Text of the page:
Ontario's government is forging ahead with the most aggressive plan ever to systematically strip local community hospitals of services and cut or privatize them. They are already closing down outpatient services: physiotherapy, labs, pain clinics, fertility clinics and so on. They are planning to cut as many surgeries and diagnostic tests from local public hospitals as possible and contract them out to regional private clinics. Draconian cuts to chronic care (complex continuing care) beds are planned -- in some areas, the government is planning to cut 50% of the remaining beds. (Note: Ontario already has the fewest hospital beds left of any province in Canada, having undergone two decades of cuts.)
Patients are faced with driving further for care as it is taken out of local hospitals and centralized into one factory-like private clinic per region. Small community and rural towns will be hit hardest, but even large cities will be impacted as care is concentrated in fewer locations and patients face growing user fees. Local hospitals have been told to shrink the scope of the services they provide and specialize in only a few things. Patients will have to drive from site to site to get care.
Costs for patients are going up. User fees and co-payments are required for virtually every service moved out of our public hospitals. Private clinics are charging user fees in the hundreds or even thousands of dollars in violation of the Canada Health Act and the principles of Public Medicare in Canada.
Without any exaggeration, the community hospital that we have all fundraised and volunteered for -- the local hospital with a range of needed services close to home -- will not exist anymore if we don't stop this. Single-tier public health care without user fees and extra-billing will be destroyed because community care is subject to private ownership, harsh rationing of access to publicly-funded care, and almost all private clinics extra-bill patients. Public community ownership and governance over vital surgeries, tests, procedures will be gone.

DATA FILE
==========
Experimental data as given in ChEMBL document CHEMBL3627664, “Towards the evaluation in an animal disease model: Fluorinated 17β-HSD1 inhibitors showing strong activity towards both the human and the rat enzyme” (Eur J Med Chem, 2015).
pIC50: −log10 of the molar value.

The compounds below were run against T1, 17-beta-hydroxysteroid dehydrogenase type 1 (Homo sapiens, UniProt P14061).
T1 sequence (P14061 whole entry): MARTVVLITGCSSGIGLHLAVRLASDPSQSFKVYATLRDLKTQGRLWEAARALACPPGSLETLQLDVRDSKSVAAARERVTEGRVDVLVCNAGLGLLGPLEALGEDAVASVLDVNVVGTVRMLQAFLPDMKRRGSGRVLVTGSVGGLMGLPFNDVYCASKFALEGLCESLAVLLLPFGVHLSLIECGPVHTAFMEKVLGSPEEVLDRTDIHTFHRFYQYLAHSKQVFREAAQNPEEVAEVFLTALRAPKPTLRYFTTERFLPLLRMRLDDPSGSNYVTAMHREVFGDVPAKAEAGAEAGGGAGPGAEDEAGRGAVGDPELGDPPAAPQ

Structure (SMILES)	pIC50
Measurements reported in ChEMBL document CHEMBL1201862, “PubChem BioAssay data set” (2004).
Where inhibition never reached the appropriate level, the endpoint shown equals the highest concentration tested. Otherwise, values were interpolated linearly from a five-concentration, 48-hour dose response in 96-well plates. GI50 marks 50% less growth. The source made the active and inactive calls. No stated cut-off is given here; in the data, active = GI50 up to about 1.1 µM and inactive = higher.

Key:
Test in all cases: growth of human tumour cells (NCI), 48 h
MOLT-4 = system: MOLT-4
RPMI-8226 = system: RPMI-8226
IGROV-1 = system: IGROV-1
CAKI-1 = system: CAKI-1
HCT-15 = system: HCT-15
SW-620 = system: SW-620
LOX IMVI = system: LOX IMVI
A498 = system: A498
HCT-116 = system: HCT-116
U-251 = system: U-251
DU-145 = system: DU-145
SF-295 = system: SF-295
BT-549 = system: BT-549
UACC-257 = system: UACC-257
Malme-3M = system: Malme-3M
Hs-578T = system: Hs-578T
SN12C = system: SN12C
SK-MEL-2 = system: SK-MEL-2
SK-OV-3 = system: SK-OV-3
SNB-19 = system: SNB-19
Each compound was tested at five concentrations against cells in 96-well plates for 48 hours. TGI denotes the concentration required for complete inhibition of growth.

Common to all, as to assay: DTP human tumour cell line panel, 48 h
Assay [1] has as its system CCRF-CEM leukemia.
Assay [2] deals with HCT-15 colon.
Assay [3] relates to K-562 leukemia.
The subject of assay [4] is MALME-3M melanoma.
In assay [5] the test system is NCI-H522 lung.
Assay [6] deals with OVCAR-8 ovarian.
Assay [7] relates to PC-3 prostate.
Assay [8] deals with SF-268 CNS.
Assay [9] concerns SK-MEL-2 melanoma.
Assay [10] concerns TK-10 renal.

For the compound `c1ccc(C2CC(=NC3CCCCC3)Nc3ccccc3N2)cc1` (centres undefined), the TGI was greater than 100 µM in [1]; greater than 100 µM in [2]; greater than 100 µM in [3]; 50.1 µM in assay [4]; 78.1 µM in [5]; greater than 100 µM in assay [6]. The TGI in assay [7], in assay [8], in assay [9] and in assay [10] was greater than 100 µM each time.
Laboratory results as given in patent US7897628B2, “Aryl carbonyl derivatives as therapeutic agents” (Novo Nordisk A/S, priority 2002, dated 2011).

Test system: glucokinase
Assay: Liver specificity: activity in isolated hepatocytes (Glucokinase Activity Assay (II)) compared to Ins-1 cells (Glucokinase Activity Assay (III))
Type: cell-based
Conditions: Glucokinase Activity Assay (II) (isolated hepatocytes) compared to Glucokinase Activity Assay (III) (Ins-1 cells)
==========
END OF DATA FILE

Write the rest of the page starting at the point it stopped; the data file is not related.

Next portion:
It is under the radar -- even most politicians don't realize the extent of the plans
Even most politicians do not realize the full extent of the radical plan to dismantle our community hospitals. A group of highly-paid elites based in Toronto and the province's largest cities are leading the policy advice on this, and public interest voices are being totally cut out. The dedication of regular Ontarians to building and funding our local community hospitals is considered emotional and is disparaged by these policy advisors. No actual evidence regarding new costs for monitoring, oversight, enforcement and profiteering have ever been revealed if they have even been assessed, and the high costs of user fees and extra-billing to patients has been virtually ignored by officials in the Health Minister's office. As we have seen for decades, these cuts and privatization will not save money -- at least not for patients -- but they will fragment care, worsen access, and lead to wholesale privatization and two-tier health care.
It is time to draw a line in the sand.
STOP private clinics
SAVE our local public hospitals
OUR RESPONSE MUST MATCH THE THREAT
For more information, please contact Sue Hotte : email@example.com
Our response must be equal to the size of the threat. It is time that we stand up and make ourselves heard, before it is too late. Regular Ontarians from every walk of life -- local businesses, seniors, care workers, health professionals, students, all of us who care about equal access to health care based on need not wealth -- we all have a vital interest in saving our community hospitals.
We are calling for our biggest demonstration ever. We are asking everyone to take one day to lend your voice to protect vital services that everyone in our communities need.
Over the spring and summer, we gathered more than 90,000 votes to stop the cuts to public hospitals and the plans for private clinics. So far, no contracts have been issued and the Toronto Star recently exposed horrific stories of damage to patients' health as a result of poor infection control and poor quality of care practices in private clinics.
We have a window of opportunity to stop the private clinics and force the government to deal with the fact that the public does not want a model of fragmented, privatized, inequitable and poor quality regional hospital care. This is a key issue in virtually every community. We need to get the word out and ask people to take a stand now.
Buses will be organized from communities across Southern and Mid-Ontario as far north as Sudbury and North Bay.